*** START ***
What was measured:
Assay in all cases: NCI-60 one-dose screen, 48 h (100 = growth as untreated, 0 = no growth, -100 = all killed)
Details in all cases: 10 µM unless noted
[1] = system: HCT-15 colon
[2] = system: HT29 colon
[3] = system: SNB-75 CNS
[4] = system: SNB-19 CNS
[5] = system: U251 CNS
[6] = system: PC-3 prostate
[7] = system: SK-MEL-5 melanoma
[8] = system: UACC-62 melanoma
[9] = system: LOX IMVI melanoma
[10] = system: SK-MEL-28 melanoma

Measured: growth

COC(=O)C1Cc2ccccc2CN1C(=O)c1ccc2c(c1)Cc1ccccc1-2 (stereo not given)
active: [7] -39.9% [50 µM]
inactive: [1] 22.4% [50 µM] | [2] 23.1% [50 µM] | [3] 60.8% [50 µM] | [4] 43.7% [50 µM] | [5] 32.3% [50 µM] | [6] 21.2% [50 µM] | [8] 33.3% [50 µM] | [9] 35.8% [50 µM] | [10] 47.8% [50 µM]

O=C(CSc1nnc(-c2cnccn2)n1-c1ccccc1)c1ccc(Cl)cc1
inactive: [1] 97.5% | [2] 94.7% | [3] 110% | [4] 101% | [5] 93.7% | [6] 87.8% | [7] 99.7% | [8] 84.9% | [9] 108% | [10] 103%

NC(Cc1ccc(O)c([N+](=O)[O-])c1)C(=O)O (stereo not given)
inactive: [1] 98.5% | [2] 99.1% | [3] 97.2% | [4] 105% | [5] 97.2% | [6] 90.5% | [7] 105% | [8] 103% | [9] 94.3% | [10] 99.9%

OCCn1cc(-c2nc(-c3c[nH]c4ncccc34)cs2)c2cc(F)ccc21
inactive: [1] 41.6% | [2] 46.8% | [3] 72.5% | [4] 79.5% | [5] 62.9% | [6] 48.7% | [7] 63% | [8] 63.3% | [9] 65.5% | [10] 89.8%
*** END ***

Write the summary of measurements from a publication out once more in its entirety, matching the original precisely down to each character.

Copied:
What was measured:
Assay in all cases: NCI-60 one-dose screen, 48 h (100 = growth as untreated, 0 = no growth, -100 = all killed)
Details in all cases: 10 µM unless noted
[1] = system: HCT-15 colon
[2] = system: HT29 colon
[3] = system: SNB-75 CNS
[4] = system: SNB-19 CNS
[5] = system: U251 CNS
[6] = system: PC-3 prostate
[7] = system: SK-MEL-5 melanoma
[8] = system: UACC-62 melanoma
[9] = system: LOX IMVI melanoma
[10] = system: SK-MEL-28 melanoma

Measured: growth

COC(=O)C1Cc2ccccc2CN1C(=O)c1ccc2c(c1)Cc1ccccc1-2 (stereo not given)
active: [7] -39.9% [50 µM]
inactive: [1] 22.4% [50 µM] | [2] 23.1% [50 µM] | [3] 60.8% [50 µM] | [4] 43.7% [50 µM] | [5] 32.3% [50 µM] | [6] 21.2% [50 µM] | [8] 33.3% [50 µM] | [9] 35.8% [50 µM] | [10] 47.8% [50 µM]

O=C(CSc1nnc(-c2cnccn2)n1-c1ccccc1)c1ccc(Cl)cc1
inactive: [1] 97.5% | [2] 94.7% | [3] 110% | [4] 101% | [5] 93.7% | [6] 87.8% | [7] 99.7% | [8] 84.9% | [9] 108% | [10] 103%

NC(Cc1ccc(O)c([N+](=O)[O-])c1)C(=O)O (stereo not given)
inactive: [1] 98.5% | [2] 99.1% | [3] 97.2% | [4] 105% | [5] 97.2% | [6] 90.5% | [7] 105% | [8] 103% | [9] 94.3% | [10] 99.9%

OCCn1cc(-c2nc(-c3c[nH]c4ncccc34)cs2)c2cc(F)ccc21
inactive: [1] 41.6% | [2] 46.8% | [3] 72.5% | [4] 79.5% | [5] 62.9% | [6] 48.7% | [7] 63% | [8] 63.3% | [9] 65.5% | [10] 89.8%